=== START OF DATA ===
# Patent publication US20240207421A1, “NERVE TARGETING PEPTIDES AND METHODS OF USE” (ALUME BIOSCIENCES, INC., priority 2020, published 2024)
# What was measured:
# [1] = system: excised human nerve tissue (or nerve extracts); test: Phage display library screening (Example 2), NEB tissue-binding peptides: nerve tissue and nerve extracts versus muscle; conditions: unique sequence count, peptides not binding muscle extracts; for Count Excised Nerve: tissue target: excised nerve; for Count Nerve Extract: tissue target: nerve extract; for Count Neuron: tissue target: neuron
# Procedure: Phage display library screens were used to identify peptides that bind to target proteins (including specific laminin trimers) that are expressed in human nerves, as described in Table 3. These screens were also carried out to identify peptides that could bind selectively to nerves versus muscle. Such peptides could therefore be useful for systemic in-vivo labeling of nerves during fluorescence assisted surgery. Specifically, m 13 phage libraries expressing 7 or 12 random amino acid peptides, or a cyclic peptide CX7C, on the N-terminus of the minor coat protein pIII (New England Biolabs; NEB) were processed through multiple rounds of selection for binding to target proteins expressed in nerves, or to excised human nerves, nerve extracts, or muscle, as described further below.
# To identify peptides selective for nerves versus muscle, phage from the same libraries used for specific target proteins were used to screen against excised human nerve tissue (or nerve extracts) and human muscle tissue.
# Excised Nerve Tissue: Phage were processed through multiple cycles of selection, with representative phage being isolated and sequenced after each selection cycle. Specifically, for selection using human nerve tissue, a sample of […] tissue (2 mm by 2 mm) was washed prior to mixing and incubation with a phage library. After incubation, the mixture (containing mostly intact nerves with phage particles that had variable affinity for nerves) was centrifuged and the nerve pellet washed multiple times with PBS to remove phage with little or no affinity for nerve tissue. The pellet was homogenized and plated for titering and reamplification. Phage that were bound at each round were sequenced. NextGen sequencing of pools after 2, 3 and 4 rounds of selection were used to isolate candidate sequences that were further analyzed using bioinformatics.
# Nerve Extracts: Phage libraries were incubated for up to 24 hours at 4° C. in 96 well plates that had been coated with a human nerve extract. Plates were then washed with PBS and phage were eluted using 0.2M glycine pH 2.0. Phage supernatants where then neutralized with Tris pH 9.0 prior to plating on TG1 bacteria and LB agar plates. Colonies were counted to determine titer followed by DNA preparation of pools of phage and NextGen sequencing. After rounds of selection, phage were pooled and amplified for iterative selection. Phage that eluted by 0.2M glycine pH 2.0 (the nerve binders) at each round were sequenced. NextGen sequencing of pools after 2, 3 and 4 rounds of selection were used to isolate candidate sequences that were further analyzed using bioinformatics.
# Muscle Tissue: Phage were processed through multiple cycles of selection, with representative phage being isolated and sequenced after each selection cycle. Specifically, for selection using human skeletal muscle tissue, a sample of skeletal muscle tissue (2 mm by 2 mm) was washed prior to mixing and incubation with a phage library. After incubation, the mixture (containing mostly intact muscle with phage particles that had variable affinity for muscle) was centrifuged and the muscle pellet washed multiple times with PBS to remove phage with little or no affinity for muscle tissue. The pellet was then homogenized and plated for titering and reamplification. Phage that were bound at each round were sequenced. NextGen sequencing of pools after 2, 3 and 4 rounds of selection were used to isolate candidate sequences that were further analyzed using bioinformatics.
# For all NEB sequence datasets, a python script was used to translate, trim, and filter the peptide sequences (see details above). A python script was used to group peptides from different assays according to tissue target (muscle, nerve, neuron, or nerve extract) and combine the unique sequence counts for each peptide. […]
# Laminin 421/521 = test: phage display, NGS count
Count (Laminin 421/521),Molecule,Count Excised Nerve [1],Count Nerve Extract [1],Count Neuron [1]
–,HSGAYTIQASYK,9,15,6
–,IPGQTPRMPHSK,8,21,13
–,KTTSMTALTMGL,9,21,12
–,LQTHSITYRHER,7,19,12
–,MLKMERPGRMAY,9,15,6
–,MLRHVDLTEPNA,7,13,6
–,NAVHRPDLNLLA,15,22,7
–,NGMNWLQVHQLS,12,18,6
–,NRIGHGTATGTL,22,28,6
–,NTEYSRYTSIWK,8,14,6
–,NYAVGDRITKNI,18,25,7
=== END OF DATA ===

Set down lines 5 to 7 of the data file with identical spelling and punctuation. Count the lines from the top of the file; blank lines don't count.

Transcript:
# To identify peptides selective for nerves versus muscle, phage from the same libraries used for specific target proteins were used to screen against excised human nerve tissue (or nerve extracts) and human muscle tissue.
# Excised Nerve Tissue: Phage were processed through multiple cycles of selection, with representative phage being isolated and sequenced after each selection cycle. Specifically, for selection using human nerve tissue, a sample of […] tissue (2 mm by 2 mm) was washed prior to mixing and incubation with a phage library. After incubation, the mixture (containing mostly intact nerves with phage particles that had variable affinity for nerves) was centrifuged and the nerve pellet washed multiple times with PBS to remove phage with little or no affinity for nerve tissue. The pellet was homogenized and plated for titering and reamplification. Phage that were bound at each round were sequenced. NextGen sequencing of pools after 2, 3 and 4 rounds of selection were used to isolate candidate sequences that were further analyzed using bioinformatics.
# Nerve Extracts: Phage libraries were incubated for up to 24 hours at 4° C. in 96 well plates that had been coated with a human nerve extract. Plates were then washed with PBS and phage were eluted using 0.2M glycine pH 2.0. Phage supernatants where then neutralized with Tris pH 9.0 prior to plating on TG1 bacteria and LB agar plates. Colonies were counted to determine titer followed by DNA preparation of pools of phage and NextGen sequencing. After rounds of selection, phage were pooled and amplified for iterative selection. Phage that eluted by 0.2M glycine pH 2.0 (the nerve binders) at each round were sequenced. NextGen sequencing of pools after 2, 3 and 4 rounds of selection were used to isolate candidate sequences that were further analyzed using bioinformatics.